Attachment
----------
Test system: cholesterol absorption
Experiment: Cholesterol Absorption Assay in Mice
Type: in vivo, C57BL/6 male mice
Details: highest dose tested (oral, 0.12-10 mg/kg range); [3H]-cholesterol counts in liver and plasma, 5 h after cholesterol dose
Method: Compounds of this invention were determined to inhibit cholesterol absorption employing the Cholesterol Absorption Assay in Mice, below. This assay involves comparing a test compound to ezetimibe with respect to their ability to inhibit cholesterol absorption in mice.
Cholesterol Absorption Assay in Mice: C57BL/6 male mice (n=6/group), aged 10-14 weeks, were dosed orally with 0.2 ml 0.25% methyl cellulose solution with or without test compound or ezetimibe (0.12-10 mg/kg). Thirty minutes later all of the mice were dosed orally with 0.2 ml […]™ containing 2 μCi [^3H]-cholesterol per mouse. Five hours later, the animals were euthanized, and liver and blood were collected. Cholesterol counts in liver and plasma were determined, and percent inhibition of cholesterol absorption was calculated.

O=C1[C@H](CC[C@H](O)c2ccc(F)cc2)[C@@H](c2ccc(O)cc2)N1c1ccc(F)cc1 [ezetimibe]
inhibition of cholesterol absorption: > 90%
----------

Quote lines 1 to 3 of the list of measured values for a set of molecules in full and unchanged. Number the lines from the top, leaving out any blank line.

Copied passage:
Test system: cholesterol absorption
Experiment: Cholesterol Absorption Assay in Mice
Type: in vivo, C57BL/6 male mice